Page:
FaceForm[None], Polygon[polygonPoints]},(*Draw the anti-
podal pairs*){Red, PointSize[Large],
Point[{polygonPoints[[antiPodalPairs[[i, 1]]]],
polygonPoints[[antiPodalPairs[[i,
2]]]]}]},(*Draw lines connecting anti-
podal pairs*){Blue, Dashed,
Line[{polygonPoints[[antiPodalPairs[[i, 1]]]],
polygonPoints[[antiPodalPairs[[i, 2]]]]}]}}], {i,
Length[antiPodalPairs]}], UpTo[2] (*Maximum 2 plots in a row*)],
Frame -> All]

maxPointsPairs =
MaximalBy[antiPodalPairs, calculateDistance ];

maxPoints =
Part[{polygonPoints[[#1]], polygonPoints[[#2]]} & @@@
maxPointsPairs, 1];

(*Visualization*)ListPlot[pts,
Epilog -> {Red, PointSize[Large], Point[maxPoints], Green,
Line[maxPoints]}, AspectRatio -> 1]



# closestPointsDistance✅

Divide-and-conquer Algorithm, $$\text{average }\mathcal{O}(n \log n)$$

euclideanDistance[p1_, p2_] := EuclideanDistance[p1, p2]

bruteForce[points_] :=
Module[{minDistance = Infinity, dist, minPoints},
Do[dist = euclideanDistance[points[[i]], points[[j]]];
If[dist < minDistance, minDistance = dist;
minPoints = {points[[i]], points[[j]]}], {i,
Length[points] - 1}, {j, i + 1, Length[points]}];
{minDistance, minPoints}]

stripClosest[strip_, d_, pair_] :=
Module[{minDistance = d, dist, minPoints = pair},
Do[dist = euclideanDistance[strip[[i]], strip[[j]]];
If[dist < minDistance, minDistance = dist;
minPoints = {strip[[i]], strip[[j]]}], {i, Length[strip] - 1}, {j,
i + 1, Min[i + 7, Length[strip]]}];
{minDistance, minPoints}]

closestPointsDistance[points_] :=
Module[{mid, midPoint, dl, dr, d, pair, strip, result},
If[Length[points] <= 3, Return[bruteForce[points]]];
mid = Ceiling[Length[points]/2];
midPoint = points[[mid]];
dl = closestPointsDistance[Take[points, mid]];
dr = closestPointsDistance[Drop[points, mid]];
{d, pair} = If[First[dl] < First[dr], dl, dr];
strip = Select[points, Abs[#[[1]] - midPoint[[1]]] < d &];
result = stripClosest[strip, d, pair];
result]

minDistPoints[points_List] :=
Module[{sortedPoints}, sortedPoints = SortBy[points, First];
closestPointsDistance[sortedPoints]]

pts = RandomReal[{-100, 100}, {50, 2}];
{minDist, minPoints} = minDistPoints[pts];
Print[minDist];

(*Visualization*)
ListPlot[pts,
Epilog -> {Red, PointSize[Large], Point[minPoints], Green,
Line[minPoints]}, AspectRatio -> 1]

(* bruteForce to verify the result. *)
euclideanDistance @@ # & /@ Subsets[pts, {2}] // Min


• Is it possible to beat the $\mathcal{O}(n^2)$ scaling in the worst case scenario? Aug 2, 2023 at 8:55
XYlist = Flatten[Table[{x, y}, {y, 0, 100}, {x, 0, 100}], 1];
region = ConvexHullMesh[XYlist] ;
coordinates = MeshCoordinates[region] ;
matrix = DistanceMatrix[coordinates] ;
max = Max[matrix] ;

{i, j}= Transpose[Position[matrix, max] ] ;
Transpose[{coordinates[[i]], coordinates[[j]]}] // Column
(* or *)
Partition[coordinates[[Flatten[Position[matrix, max]]]], Last[Dimensions[coordinates]]]

• I don't get what your Transpose is for. I thought the last two lines of your answer can be replaced with the following: Part[coordinates, #] & /@ Position[matrix, max] // Column. Is this correct? Aug 2, 2023 at 9:51
• @TaikiBessho, take a look at DistanceMatrix docs. Max returns indices of matrix, transpose is used to relate them to list of points, sure, a better approach can be used with part or extract
– I.M.
Aug 2, 2023 at 10:44

Nearestgives a more direct way I think. Therefor we only use the last point found by pointwise Nearest-search

pts = RandomReal[{-100, 100}, {100 , 2}];
maxpair =Map[(np = Nearest[pts, #, All][[-1]]; {#, np,Sqrt[(np - #) . (np - #)]}) &, pts];


maxpair contains a list of point-pairs with maximal distance.

max=Select[maxpair, #[[3]] == Max[maxpair[[All, 3]]] &]
Graphics[{Point[pts], Red, Line[max[[All, {1, 2}]]]}]


Hope it helps!

• Nearest tends to be O(n log n) or so, and here it is applied n times, so that's worse than O(n^2) in toto. Aug 3, 2023 at 19:33
• @DanielLichtblau That is of course correct, but QP only asked for a simple solution Aug 4, 2023 at 6:25

This is a variation of @Syed's answer. Distance computation of convex hull boundary points is improved by using DistanceMatrix - which is very well optimised, even if half of the matrix is unnecessary. This optimisation is beneficial when there's lots of boundary points (try generating input with N@CirclePoints[1000] for instance). Both methods suffer from the fact that memory usage grows by the square of the number of the boundary points...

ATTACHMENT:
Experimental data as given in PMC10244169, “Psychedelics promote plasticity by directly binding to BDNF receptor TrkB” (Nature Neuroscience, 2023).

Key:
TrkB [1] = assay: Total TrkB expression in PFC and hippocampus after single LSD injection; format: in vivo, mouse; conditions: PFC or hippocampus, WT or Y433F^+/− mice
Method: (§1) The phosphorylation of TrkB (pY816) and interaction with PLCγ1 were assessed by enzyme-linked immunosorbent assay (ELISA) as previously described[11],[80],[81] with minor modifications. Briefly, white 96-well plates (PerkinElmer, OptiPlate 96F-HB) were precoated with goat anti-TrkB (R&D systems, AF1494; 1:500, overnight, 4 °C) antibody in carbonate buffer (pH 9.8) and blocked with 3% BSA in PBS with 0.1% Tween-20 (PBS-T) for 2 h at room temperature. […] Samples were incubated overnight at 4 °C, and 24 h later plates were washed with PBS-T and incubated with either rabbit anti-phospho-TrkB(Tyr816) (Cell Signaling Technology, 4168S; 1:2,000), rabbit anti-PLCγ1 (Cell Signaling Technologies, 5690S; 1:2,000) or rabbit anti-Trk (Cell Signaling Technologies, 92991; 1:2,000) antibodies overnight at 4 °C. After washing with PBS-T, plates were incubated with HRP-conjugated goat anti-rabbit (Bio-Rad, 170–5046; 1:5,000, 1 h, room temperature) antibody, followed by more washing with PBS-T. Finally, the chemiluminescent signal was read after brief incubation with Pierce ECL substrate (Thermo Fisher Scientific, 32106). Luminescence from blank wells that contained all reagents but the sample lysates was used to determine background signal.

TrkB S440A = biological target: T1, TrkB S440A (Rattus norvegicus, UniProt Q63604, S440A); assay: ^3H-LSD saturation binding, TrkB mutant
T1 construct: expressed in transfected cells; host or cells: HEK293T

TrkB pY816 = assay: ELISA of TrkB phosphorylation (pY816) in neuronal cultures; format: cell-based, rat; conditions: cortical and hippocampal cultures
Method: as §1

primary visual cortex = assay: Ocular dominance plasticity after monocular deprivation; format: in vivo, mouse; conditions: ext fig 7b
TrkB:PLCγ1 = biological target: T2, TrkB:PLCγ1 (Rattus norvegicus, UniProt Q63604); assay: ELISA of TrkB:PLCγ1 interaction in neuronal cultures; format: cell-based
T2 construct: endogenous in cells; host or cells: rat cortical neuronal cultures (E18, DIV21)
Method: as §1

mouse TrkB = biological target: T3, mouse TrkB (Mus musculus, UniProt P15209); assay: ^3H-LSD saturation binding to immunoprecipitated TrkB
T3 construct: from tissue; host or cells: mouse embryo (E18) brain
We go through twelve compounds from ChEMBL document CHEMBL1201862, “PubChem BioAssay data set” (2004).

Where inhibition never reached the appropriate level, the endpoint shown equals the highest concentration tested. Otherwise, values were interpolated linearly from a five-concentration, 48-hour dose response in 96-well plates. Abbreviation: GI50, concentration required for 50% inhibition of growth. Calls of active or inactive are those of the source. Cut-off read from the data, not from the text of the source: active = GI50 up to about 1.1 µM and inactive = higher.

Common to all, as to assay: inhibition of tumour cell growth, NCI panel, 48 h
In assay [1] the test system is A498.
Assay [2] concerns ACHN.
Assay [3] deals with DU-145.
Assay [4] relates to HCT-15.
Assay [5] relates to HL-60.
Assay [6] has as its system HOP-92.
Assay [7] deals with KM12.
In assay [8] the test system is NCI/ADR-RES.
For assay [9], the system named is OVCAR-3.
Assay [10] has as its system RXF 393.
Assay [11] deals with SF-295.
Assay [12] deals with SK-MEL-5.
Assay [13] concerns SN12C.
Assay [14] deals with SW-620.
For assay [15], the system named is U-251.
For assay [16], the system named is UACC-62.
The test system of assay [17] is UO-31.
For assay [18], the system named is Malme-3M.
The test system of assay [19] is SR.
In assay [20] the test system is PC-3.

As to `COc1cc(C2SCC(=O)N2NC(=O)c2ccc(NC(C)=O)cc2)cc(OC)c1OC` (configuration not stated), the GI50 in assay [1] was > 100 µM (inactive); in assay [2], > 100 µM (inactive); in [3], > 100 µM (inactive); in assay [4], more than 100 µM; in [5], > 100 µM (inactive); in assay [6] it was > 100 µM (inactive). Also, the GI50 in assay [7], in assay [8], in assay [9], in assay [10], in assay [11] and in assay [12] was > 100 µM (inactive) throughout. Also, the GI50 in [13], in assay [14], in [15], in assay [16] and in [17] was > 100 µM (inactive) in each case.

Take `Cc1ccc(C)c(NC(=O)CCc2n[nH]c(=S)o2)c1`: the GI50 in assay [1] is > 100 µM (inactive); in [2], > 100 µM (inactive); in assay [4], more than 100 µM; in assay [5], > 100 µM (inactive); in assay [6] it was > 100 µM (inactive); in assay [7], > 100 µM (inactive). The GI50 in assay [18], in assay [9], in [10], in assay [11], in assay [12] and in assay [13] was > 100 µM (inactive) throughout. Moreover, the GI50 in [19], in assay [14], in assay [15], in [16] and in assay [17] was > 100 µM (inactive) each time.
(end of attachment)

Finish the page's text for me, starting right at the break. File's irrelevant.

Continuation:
With[{bpts = PolygonCoordinates@ConvexHullMesh@pts},
DistanceMatrix[bpts, DistanceFunction -> SquaredEuclideanDistance] //
bpts[[FirstPosition[#, Max@Flatten@#, {2}]]] &]


To avoid this memory usage issue, one can attempt to implement a function which doesn't use memory unnecessarily for storage of matrices or tuple lists:

farthestPair[pts_] :=
ParallelTable[
pts[[i + 1 ;;]] - ConstantArray[pts[[i]], Length@pts - i] //
Map@Norm //
With[{pos = First@PositionLargest@#},
{#[[pos]], pos + i}] &,
{i, Length@pts - 1}, Method -> "CoarsestGrained"] //
With[{pos = First@PositionLargest[#[[All, 1]]]},
pts[[{pos, #[[pos, 2]]}]]] &

farthestPair@PolygonCoordinates@ConvexHullMesh@pts


It must be stated neither DistanceMatrix nor the above can't compete performance-wise with the Rotating Calipers algorithm since its complexity is $$\text{average }\mathcal{O}(n \log n)$$, and this is obviously $$\mathcal{O}(n^2)$$, but at least this implementation is easy to understand and could also trivially be generalised to three dimensions. Also it should be noted that the $$n$$ is the number of boundary points of the convex hull, which is typically small in comparison to all input points.

@138_Aspen's Rotating Calipers is much faster with large number of boundary points though, so I decided to write it to use a compiled function:

farthestPoints =
With[{rotatingCalipers =
FunctionCompile[
Function[Typed[p, "PackedArray"::["Real64", 2]],
Module[
{area =
Abs[#1[[1]] (#2[[2]] - #3[[2]]) +
#2[[1]] (#3[[2]] - #1[[2]]) +
#3[[1]] (#1[[2]] - #2[[2]])] &,
res = {}},
Module[{n = Length[p], i0, i = 1, j, j0}, i0 = n;
j = i + 1;
While[area[p[[i]], p[[Mod[i + 1, n, 1]]],
p[[Mod[j + 1, n, 1]]]] >
area[p[[i]], p[[Mod[i + 1, n, 1]]], p[[Mod[j, n, 1]]]],
j = Mod[j + 1, n, 1]];
j0 = j;
While[i != j0, i = Mod[i + 1, n, 1];
AppendTo[res, {i, j}];
While[area[p[[i]], p[[Mod[i + 1, n, 1]]],
p[[Mod[j + 1, n, 1]]]] >
area[p[[i]], p[[Mod[i + 1, n, 1]]], p[[Mod[j, n, 1]]]],
j = Mod[j + 1, n, 1];
If[{i, j} != {j0, i0}, AppendTo[res, {i, j}]];];
If[area[p[[j]], p[[Mod[i + 1, n, 1]]],
p[[Mod[j + 1, n, 1]]]] ==
area[p[[i]], p[[Mod[i + 1, n, 1]]], p[[Mod[j, n, 1]]]],
If[{i, j} != {j0, i0},
AppendTo[res, {i, Mod[j + 1, n, 1]}],
AppendTo[res, {Mod[i + 1, n, 1], j}]];];];
res]]]]},

With[{p = MeshPrimitives[ConvexHullMesh[#], 2][[1, 1]]},
p[[#]] & /@ rotatingCalipers[p] //
TakeLargestBy[Apply@SquaredEuclideanDistance, 1] //
First] &];


It finds farthest points in a 10000 point boundary set on a circle in half a second (DistanceMatrix takes 9 seconds on my laptop):

(Timing@*farthestPoints)@RandomSample@N@CirclePoints[10000]

(* {0.480575, {{-0.895386, -0.445292}, {0.895386, 0.445292}}} *)
`